PCC Natural Markets (WSB sponsor) has just announced a new CEO – and she is a West Seattle resident. Cate Hardy joins PCC this week from Starbucks, where she has worked for 9 years, most recently as vice president of operations, according to the PCC announcement, which says she “brings more than 15 years of retail experience in general management, retail operations, supply chain, growth and store development, and strategy” to her new job. The Seattle-based food-store company had been led since last May by Randy Lee, its chief financial officer, serving as interim CEO. The full announcement, with more on Hardy’s background, is on PCC’s website, here. PCC has 10 markets around the metro area, including one at 2749 California SW here in West Seattle. (Photo courtesy PCC Natural Markets)
(Photo by Jim Clark, taken Monday at Lincoln Park)
Some of what’s up today/tonight, from the WSB West Seattle Event Calendar:
STUDENT AID: West Seattle High School seniors and parents/guardians are invited to an event to help them finish the FAFSA (the standard application for financial aid for college), 6:30-8:30 pm, drop in – open labs with volunteers ready to help. (3000 California SW)
WEST SEATTLE CRIME PREVENTION COUNCIL: 7 pm, Southwest Precinct meeting room right by the entrance from the parking lot. Questions/concerns to bring up to West Seattle police leadership? This is the time and place. Tonight’s meeting has no other guests – you, SPD, WSCPC – and you’ll hear about the latest crime trends as well as plenty of time for Q/A. (Webster/Delridge)
(WSB photo from August 2014 – Chief O’Toole with Karen Berge & Deb Greer of the WS Block Watch Captains Network)
Shortly after Seattle Police Chief Kathleen O’Toole started her job last summer, she visited last summer’s Delridge Day/Picnic at the Precinct festival. She has not, however, been to a formal community meeting here – but that’s about to change. Just announced:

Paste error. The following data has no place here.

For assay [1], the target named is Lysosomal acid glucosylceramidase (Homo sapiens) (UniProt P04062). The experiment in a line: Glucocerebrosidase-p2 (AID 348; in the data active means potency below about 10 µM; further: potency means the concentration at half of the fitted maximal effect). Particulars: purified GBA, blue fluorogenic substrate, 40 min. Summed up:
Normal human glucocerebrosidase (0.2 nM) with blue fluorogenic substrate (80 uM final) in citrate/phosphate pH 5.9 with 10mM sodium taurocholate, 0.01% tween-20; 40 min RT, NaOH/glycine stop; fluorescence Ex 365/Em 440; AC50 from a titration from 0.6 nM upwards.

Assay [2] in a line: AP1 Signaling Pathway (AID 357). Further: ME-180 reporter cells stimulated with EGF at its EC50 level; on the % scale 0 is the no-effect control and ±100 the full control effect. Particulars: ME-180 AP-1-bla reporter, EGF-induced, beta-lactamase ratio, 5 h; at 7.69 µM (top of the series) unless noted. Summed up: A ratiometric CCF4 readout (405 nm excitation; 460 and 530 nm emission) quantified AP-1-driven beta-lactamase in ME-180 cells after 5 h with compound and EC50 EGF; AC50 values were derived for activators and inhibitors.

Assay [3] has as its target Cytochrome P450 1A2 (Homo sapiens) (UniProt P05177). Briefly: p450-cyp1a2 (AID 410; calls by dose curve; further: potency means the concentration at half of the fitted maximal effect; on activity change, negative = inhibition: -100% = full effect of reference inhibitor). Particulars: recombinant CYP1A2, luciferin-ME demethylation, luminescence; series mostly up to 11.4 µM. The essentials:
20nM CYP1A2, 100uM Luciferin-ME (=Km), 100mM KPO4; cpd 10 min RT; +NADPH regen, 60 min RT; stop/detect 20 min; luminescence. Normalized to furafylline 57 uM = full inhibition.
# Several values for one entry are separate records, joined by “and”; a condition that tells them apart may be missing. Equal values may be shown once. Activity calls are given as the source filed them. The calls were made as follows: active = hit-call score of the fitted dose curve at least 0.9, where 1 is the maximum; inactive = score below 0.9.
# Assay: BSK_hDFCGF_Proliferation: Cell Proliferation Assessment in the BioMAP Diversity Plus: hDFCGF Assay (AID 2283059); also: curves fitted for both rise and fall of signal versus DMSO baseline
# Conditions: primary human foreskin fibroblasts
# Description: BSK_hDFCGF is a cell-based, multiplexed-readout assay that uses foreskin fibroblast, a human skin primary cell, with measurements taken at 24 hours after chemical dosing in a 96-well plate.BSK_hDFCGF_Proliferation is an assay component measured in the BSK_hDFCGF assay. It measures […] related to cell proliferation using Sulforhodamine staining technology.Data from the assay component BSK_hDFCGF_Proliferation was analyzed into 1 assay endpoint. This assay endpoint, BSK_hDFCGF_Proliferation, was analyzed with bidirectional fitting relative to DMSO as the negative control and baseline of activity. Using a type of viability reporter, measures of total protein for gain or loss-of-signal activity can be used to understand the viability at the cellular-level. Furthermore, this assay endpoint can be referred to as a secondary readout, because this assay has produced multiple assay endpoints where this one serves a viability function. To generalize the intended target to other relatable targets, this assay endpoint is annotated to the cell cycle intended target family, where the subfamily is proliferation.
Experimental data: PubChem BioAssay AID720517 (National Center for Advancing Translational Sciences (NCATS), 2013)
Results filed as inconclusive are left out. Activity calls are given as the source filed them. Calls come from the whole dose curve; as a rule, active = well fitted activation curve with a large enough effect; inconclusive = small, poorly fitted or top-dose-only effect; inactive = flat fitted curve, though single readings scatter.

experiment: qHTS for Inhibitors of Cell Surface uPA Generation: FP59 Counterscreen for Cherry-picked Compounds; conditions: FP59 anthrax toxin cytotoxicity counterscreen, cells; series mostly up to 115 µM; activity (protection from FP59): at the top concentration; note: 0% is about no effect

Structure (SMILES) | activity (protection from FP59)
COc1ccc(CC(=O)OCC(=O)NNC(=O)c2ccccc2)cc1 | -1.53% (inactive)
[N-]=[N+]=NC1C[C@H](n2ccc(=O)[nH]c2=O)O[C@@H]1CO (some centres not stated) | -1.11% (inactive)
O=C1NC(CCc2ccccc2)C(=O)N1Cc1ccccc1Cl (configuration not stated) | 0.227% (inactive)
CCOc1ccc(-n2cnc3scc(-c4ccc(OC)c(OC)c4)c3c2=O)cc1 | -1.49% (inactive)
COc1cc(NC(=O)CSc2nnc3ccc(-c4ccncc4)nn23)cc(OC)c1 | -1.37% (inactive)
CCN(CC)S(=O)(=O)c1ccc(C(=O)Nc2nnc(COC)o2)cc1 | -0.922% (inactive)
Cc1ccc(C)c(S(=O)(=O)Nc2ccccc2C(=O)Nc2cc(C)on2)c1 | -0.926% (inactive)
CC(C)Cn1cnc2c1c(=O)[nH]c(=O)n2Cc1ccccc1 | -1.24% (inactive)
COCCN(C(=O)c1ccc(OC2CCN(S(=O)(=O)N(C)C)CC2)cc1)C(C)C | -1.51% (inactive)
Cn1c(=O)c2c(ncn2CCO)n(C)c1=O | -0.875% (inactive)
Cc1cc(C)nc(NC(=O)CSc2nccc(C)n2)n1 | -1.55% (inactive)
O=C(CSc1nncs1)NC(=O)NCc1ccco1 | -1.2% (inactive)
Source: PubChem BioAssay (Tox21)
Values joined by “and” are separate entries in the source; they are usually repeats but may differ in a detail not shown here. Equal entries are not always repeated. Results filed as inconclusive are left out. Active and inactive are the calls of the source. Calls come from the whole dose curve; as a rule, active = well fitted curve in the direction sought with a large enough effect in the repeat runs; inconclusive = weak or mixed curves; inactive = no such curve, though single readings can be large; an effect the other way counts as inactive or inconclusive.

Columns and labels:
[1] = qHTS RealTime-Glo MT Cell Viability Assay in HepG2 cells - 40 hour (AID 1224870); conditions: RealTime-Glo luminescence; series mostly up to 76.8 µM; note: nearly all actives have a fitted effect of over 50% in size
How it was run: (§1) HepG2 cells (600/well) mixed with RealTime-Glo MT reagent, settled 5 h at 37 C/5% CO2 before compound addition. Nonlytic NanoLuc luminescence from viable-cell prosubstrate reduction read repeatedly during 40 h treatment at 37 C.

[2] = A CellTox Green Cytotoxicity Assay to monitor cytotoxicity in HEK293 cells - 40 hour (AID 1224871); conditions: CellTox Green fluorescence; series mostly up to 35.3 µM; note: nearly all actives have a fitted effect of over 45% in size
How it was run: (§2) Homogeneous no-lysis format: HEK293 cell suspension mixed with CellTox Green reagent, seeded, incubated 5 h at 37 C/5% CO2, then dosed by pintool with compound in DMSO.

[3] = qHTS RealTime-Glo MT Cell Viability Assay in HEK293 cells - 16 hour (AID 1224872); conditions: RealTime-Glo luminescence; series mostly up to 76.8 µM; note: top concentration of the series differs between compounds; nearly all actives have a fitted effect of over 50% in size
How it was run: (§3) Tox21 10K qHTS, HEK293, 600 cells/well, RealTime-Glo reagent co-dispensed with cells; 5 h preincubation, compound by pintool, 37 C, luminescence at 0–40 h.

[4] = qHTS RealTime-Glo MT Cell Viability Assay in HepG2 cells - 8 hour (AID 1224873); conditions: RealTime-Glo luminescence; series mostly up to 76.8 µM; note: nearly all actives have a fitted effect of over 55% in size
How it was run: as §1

The Southwest Precinct Advisory Council (SWPAC) and the West Seattle Block Watch Captains are pleased to announce a community conversation with Seattle’s Chief of Police Kathleen O’Toole.
The West Seattle community is invited to come to the Southwest Police Precinct on Tuesday, February 3rd from 6:30 to 8:30 pm to participate in this community conversation.
There will not be a formal program as this is an opportunity for the citizens of West Seattle to come out and meet Seattle’s new police chief.
If you would like more information or have any questions, you can contact Pete Spalding at SWPAC@comcast.net.
The precinct is at 2300 SW Webster, on the NW corner of Webster/Delridge.
(WS high/low bridges and Highway 99 views; more cams on the WSB Traffic page)
6:07 AM: Back to school, back to work, back to regular transit schedules, and probably back to “regular” traffic as Tuesday gets going. One alert for today: As announced last week, city crews plan to clean the Admiral Way medians between Olga and 39th SW today and tomorrow, 8 am-3 pm, closing the inside lanes both ways. Also worth noting: The same city/port measures that helped avert a third day of truck backups last Friday are supposed to be continuing today. But if you see any sign of a backup, please let us know.
8:24 AM: Backups on 4th because of a crash at Main should be improving as the scene is clearing.